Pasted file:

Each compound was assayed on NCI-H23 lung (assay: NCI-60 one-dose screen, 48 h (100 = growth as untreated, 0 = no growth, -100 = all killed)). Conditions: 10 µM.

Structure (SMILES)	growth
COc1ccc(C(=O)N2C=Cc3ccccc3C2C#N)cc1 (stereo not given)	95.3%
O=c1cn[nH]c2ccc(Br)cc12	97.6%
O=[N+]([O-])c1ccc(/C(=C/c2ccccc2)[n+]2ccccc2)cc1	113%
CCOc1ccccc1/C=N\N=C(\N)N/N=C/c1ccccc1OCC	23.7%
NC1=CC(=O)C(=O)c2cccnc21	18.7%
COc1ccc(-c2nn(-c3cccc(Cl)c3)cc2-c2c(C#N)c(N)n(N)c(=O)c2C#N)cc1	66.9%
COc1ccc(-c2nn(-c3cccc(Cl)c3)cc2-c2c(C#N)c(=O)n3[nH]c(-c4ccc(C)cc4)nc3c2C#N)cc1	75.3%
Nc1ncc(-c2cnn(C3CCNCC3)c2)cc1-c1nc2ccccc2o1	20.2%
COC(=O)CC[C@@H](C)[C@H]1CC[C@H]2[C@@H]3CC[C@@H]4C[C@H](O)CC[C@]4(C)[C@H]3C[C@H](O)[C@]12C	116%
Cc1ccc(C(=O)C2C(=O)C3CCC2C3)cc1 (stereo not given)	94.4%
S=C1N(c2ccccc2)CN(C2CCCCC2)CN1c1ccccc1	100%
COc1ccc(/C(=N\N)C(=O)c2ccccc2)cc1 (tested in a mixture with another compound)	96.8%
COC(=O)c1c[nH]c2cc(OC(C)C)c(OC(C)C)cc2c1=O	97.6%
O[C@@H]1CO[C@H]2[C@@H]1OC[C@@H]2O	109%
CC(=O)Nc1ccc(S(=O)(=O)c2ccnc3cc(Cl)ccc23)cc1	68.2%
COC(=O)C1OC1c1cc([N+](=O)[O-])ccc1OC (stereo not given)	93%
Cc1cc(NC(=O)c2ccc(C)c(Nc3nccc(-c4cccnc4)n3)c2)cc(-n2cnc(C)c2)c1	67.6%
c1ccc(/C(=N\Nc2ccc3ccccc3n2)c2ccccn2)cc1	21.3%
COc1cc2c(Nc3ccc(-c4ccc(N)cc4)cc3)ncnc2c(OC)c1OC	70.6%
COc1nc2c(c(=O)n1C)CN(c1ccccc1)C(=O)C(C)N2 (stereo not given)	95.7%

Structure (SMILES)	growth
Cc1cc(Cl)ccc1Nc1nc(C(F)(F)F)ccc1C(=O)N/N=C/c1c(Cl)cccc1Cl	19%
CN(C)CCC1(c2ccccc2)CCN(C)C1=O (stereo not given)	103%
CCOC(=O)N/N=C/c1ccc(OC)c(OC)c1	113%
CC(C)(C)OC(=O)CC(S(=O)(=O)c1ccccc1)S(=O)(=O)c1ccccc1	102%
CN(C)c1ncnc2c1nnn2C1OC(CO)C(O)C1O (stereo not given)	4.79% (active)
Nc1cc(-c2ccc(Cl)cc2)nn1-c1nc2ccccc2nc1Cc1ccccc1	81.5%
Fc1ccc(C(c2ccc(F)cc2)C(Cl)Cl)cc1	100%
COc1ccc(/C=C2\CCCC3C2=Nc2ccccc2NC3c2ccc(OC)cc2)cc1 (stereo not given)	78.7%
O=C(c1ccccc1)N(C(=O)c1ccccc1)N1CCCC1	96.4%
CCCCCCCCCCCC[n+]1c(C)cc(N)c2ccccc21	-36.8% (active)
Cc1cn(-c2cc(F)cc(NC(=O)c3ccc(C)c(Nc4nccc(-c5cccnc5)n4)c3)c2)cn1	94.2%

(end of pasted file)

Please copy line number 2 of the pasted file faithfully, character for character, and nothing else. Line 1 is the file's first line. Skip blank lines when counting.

Structure (SMILES)	growth